Should I Use sitecopy?

Do you maintain a web site?

No? Well, that might be a good idea to start with.

Do you run Unix, Windows or OS/2?

If you don't, then whip out your C compiler and get working on the port.

Have you got a shell (i.e. telnet or ssh) account on the web server?

If you have, then sitecopy might not be the best program for you to use. Have a look at rsync first. rsync can handle changes to existing files much more efficiently than sitecopy, by only transmitting the differences: sitecopy will always completely re-upload changed files. On the other hand; sitecopy can handle moving and renaming files more efficiently than rsync; it can simply move or rename the file on the server, whereas rsync will completely re-upload the file when it is moved or renamed.

Do you normally use an FTP client to manually update your web site, file by file?

If so, then bingo! You've come to the right place.

Download, and be merry

Sorry, you say you have a WebDAV server?

Well, congratulations. It's your lucky day.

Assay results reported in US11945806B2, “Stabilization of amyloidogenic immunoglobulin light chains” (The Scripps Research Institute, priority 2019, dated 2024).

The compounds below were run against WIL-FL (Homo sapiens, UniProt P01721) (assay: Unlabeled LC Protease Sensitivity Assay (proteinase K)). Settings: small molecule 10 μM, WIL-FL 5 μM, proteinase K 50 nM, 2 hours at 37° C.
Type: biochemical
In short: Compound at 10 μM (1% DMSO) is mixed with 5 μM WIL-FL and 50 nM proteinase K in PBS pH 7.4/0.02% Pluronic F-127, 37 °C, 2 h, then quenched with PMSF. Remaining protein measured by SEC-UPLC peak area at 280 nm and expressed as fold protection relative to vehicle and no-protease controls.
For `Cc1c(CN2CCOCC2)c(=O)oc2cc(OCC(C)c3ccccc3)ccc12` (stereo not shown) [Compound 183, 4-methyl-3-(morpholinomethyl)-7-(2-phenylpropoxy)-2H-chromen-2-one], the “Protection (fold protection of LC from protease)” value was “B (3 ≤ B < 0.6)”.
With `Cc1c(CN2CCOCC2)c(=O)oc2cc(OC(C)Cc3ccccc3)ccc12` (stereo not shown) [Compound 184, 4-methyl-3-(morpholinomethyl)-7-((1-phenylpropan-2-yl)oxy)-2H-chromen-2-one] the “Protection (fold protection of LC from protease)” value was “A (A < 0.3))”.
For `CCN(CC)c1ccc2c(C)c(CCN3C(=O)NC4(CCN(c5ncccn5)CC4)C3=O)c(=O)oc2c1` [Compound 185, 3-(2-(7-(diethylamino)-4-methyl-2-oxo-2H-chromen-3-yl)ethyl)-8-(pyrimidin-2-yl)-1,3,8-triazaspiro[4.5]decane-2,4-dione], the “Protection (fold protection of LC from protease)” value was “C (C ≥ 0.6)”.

Download, and be merry.

What about mirror, the Perl script

Good question.

Short answer: mirror is designed precisely for mirroring large FTP archives. sitecopy is designed precisely for mirroring local web sites.

Long answer: You can use mirror instead of sitecopy - the basic functionality is duplicated. But, sitecopy does not go to the FTP server and see what's there every time - this is the fundamental difference between sitecopy and mirror. This saves bandwidth, and startup time, especially so for slow servers holding large sites. Also, sitecopy has some features missing in mirror (though the reverse is also true), such as remote file move and interactive confirmations.

What about weex?

weex is a sitecopy clone. It looks easier to set up than sitecopy, and has nice ANSI colour output. It does not have as many advanced features (e.g. moving files again).
Joe Orton